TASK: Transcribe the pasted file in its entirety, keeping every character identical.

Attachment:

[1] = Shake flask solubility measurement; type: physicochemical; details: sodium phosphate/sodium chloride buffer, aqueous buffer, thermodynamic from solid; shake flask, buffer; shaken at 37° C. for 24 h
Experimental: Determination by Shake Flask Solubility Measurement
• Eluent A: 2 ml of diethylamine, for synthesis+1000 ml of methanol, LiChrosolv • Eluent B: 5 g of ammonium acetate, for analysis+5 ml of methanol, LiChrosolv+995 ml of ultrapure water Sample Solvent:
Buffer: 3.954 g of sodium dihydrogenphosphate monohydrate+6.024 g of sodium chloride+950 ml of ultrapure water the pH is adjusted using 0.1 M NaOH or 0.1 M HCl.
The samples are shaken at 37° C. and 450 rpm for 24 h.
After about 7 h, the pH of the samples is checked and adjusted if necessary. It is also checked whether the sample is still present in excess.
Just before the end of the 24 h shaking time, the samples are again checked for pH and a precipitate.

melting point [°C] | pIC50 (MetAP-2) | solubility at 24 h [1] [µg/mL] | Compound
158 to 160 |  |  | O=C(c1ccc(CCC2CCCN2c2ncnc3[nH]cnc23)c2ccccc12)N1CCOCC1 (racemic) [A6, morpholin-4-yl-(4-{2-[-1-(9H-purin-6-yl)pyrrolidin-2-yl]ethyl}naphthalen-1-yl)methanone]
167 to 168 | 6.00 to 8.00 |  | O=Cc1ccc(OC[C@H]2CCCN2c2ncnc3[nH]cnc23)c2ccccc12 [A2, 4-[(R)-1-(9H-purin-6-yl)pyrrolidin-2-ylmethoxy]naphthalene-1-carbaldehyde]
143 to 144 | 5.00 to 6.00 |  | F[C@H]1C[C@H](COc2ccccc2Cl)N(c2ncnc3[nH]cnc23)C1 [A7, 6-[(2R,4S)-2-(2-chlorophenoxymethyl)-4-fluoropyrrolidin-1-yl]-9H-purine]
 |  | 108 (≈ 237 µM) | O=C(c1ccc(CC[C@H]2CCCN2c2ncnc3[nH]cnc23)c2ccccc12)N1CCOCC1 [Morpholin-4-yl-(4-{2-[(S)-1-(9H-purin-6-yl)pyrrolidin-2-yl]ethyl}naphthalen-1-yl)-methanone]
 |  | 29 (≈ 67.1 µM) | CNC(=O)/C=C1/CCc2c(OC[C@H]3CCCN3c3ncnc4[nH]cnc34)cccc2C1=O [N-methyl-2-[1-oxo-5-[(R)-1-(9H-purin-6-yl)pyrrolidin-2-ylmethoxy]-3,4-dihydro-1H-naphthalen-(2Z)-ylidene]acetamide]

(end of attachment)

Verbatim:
[1] = Shake flask solubility measurement; type: physicochemical; details: sodium phosphate/sodium chloride buffer, aqueous buffer, thermodynamic from solid; shake flask, buffer; shaken at 37° C. for 24 h
Experimental: Determination by Shake Flask Solubility Measurement
• Eluent A: 2 ml of diethylamine, for synthesis+1000 ml of methanol, LiChrosolv • Eluent B: 5 g of ammonium acetate, for analysis+5 ml of methanol, LiChrosolv+995 ml of ultrapure water Sample Solvent:
Buffer: 3.954 g of sodium dihydrogenphosphate monohydrate+6.024 g of sodium chloride+950 ml of ultrapure water the pH is adjusted using 0.1 M NaOH or 0.1 M HCl.
The samples are shaken at 37° C. and 450 rpm for 24 h.
After about 7 h, the pH of the samples is checked and adjusted if necessary. It is also checked whether the sample is still present in excess.
Just before the end of the 24 h shaking time, the samples are again checked for pH and a precipitate.

melting point [°C] | pIC50 (MetAP-2) | solubility at 24 h [1] [µg/mL] | Compound
158 to 160 |  |  | O=C(c1ccc(CCC2CCCN2c2ncnc3[nH]cnc23)c2ccccc12)N1CCOCC1 (racemic) [A6, morpholin-4-yl-(4-{2-[-1-(9H-purin-6-yl)pyrrolidin-2-yl]ethyl}naphthalen-1-yl)methanone]
167 to 168 | 6.00 to 8.00 |  | O=Cc1ccc(OC[C@H]2CCCN2c2ncnc3[nH]cnc23)c2ccccc12 [A2, 4-[(R)-1-(9H-purin-6-yl)pyrrolidin-2-ylmethoxy]naphthalene-1-carbaldehyde]
143 to 144 | 5.00 to 6.00 |  | F[C@H]1C[C@H](COc2ccccc2Cl)N(c2ncnc3[nH]cnc23)C1 [A7, 6-[(2R,4S)-2-(2-chlorophenoxymethyl)-4-fluoropyrrolidin-1-yl]-9H-purine]
 |  | 108 (≈ 237 µM) | O=C(c1ccc(CC[C@H]2CCCN2c2ncnc3[nH]cnc23)c2ccccc12)N1CCOCC1 [Morpholin-4-yl-(4-{2-[(S)-1-(9H-purin-6-yl)pyrrolidin-2-yl]ethyl}naphthalen-1-yl)-methanone]
 |  | 29 (≈ 67.1 µM) | CNC(=O)/C=C1/CCc2c(OC[C@H]3CCCN3c3ncnc4[nH]cnc34)cccc2C1=O [N-methyl-2-[1-oxo-5-[(R)-1-(9H-purin-6-yl)pyrrolidin-2-ylmethoxy]-3,4-dihydro-1H-naphthalen-(2Z)-ylidene]acetamide]